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'One of the lone women of virtue'

Trailblazing former MK, diplomat Tamar Eshel dies on her 102nd birthday

Born in London but raised in Mandatory Palestine, Eshel served in Haganah, was first Israeli to serve as chair of a UN commission, later sat in Knesset and Jerusalem city council

  • Tamar Eshel (center), serving in the Haganah in 1938 (Family photo, via Wikipedia)
    Tamar Eshel (center), serving in the Haganah in 1938 (Family photo, via Wikipedia)
  • Tamar Eshel chairing a UN committee on women's rights, Geneva, 1961 (Family photo, via Wikipedia)
    Tamar Eshel chairing a UN committee on women's rights, Geneva, 1961 (Family photo, via Wikipedia)
  • Tamar Eshel in 1977. (Wikipedia/ Creative Commons)
    Tamar Eshel in 1977. (Wikipedia/ Creative Commons)
  • Allignment MKs Tamar Eshel (left) and Adiel Amorai in the Knesset in Jerusalem, October 18, 1983. (GPO)
    Allignment MKs Tamar Eshel (left) and Adiel Amorai in the Knesset in Jerusalem, October 18, 1983. (GPO)
  • Tamar Eshel, pictured when serving on the board of the Bezalel arts academy in 1991 (Family photo, via Wikipedia)
    Tamar Eshel, pictured when serving on the board of the Bezalel arts academy in 1991 (Family photo, via Wikipedia)
  • Tamar Eshel, at her home in Jerusalem, August 30, 2016. (Yonatan Sindel/ Flash90)
    Tamar Eshel, at her home in Jerusalem, August 30, 2016. (Yonatan Sindel/ Flash90)

Tamar Eshel, a former Israeli diplomat and lawmaker who was Israel’s oldest ex-MK, died Sunday in Jerusalem on her 102nd birthday.

Eshel, a career diplomat, made history as the first Israeli to head the UN Commission on the Status of Women. She later served as a member of the Knesset for seven years and as a member of the Jerusalem City Council.

Born Tamar Shoham in London in 1920, she grew up in Haifa after her parents, who were serving as emissaries, returned to Mandatory Palestine when she was young. In her youth, Eshel was a member and later youth leader in the Tzofim (the Israeli scouts), and joined the ranks of the Haganah, Israel’s pre-state military.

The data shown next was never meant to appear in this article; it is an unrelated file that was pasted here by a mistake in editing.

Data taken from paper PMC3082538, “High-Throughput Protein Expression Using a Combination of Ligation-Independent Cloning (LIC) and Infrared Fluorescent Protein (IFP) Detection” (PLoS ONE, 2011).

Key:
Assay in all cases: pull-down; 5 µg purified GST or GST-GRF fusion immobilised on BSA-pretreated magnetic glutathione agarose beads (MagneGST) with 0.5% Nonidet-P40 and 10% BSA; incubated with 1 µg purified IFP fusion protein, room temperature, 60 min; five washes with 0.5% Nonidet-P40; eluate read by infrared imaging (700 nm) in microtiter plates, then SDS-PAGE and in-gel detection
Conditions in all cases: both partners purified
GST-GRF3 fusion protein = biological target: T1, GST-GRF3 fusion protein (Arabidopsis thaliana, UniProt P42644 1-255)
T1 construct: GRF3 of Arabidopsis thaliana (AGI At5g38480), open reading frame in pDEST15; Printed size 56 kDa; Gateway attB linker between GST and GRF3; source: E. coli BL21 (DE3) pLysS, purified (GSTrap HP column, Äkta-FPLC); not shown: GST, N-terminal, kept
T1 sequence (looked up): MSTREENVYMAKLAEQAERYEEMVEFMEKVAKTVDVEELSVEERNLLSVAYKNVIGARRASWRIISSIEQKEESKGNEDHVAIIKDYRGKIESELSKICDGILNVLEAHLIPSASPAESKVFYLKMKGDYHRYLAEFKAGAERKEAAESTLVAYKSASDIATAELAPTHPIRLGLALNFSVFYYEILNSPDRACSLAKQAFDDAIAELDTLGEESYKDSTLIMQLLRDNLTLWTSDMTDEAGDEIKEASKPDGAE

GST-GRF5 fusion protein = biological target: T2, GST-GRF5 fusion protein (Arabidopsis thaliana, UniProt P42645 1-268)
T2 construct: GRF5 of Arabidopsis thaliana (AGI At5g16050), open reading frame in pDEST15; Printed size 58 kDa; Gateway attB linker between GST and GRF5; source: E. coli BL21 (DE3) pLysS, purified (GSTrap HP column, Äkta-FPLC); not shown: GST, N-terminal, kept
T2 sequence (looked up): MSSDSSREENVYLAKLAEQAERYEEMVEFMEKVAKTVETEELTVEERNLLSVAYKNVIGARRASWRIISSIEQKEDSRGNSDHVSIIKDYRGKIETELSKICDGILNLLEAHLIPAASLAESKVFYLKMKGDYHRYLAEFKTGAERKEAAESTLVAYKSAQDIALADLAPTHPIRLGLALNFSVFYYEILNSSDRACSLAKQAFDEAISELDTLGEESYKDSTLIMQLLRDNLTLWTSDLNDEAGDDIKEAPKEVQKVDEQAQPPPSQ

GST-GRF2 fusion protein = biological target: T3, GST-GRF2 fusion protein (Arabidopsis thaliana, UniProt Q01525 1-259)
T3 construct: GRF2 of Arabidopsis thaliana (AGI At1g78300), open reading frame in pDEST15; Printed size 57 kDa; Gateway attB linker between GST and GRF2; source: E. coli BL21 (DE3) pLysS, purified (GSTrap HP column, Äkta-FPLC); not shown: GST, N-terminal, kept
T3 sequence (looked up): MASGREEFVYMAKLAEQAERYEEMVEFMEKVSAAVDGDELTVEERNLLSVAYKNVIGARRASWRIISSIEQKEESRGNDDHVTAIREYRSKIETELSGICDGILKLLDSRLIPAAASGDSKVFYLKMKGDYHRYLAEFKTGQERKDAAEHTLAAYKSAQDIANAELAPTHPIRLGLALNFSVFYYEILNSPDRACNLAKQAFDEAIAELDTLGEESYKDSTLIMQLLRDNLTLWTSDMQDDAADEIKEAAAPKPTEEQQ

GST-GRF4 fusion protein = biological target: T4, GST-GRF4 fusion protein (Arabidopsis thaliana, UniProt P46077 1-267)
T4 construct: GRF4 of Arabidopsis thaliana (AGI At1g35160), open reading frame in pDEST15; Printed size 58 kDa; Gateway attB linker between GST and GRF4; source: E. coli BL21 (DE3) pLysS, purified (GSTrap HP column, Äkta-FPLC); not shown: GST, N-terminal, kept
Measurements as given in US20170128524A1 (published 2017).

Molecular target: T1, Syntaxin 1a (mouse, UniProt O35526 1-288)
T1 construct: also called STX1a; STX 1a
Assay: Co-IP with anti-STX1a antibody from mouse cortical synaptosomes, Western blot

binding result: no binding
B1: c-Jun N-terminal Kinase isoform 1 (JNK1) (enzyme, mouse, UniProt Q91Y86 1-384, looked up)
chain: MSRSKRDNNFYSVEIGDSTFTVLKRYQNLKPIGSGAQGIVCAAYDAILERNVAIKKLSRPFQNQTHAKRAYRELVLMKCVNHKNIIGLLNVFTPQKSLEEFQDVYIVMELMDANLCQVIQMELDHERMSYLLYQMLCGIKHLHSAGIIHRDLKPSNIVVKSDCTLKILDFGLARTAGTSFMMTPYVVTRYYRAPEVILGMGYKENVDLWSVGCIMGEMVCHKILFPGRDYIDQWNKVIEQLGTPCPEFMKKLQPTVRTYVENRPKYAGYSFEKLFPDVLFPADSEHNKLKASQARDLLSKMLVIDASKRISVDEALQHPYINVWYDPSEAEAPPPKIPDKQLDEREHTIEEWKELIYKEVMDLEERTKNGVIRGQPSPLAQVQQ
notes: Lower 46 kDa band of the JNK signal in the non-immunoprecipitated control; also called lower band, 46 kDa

During the 1936-1939 Arab riots, Eshel worked as a signals operator in the militia, and also prepared grenades and dismantled handguns.

In 1938, she returned to the United Kingdom to attend the University of London,  where she studied plant entomology. There, she operated an illegal radio station for the Haganah.

After the outbreak of World War II, Eshel volunteered for the British army, first serving as a driver in Scotland in 1943, and later as part of the military intelligence in Cairo in August 1944. She was removed from her position there after her connections to the Zionist movement were discovered.

Tamar Eshel in 1977. (Wikipedia/Creative Commons)

She was released from the British army in 1946 and became involved in activities to bring Jewish immigrants to Mandatory Palestine, heading an office in Marseilles that provided Holocaust survivors with fake documents to enter the land of Israel.

Shortly after the Jewish state was established, Eshel joined Israel’s Foreign Ministry, kicking off a successful diplomatic career that led her to work as part of the Israeli delegation at the United Nations.

In 1961, Eshel was elected chair of the UN Commission on the Status of Women, becoming the first Israeli to head such a body. She continued her work for the advancement of women’s rights when she returned to Israel in the 1970s as chair of the Na’amat women’s organization.

In 1977, she was elected to the Knesset with the Alignment faction, led at the time by Shimon Peres. She served until 1984 — while simultaneously serving on the Jerusalem city council, where she was responsible for education in the capital city.

Allignment MKs Tamar Eshel (left) and Adiel Amorai in the Knesset in Jerusalem, October 18, 1983. (GPO/File)

After retiring from political life, Eshel committed her time to volunteer positions, serving on the public committee of Hadassah Medical Center, as well as establishing the Beit Tzipora women’s shelter.

In 1990, she became a “distinguished citizen” of Jerusalem.

Eshel married twice, first to Lionel Schwarz in 1948, an economist, with whom she had a daughter, Yael in 1949. They divorced in 1954.

In 1960, she married Foreign Ministry colleague Arye Eshel. He served as Israel’s ambassador to Canada, until 1968, when he died of a heart attack, at the age of 56.

Former Labor MK Ayelet Nahmias-Verbin took to Twitter on Sunday to mourn Eshel, calling her “one of the lone women of virtue on whose shoulders we stand in the fight for a society with gender equality.”

“Sometimes, I don’t believe I was able to meet such a significant person. May her memory be a blessing.”

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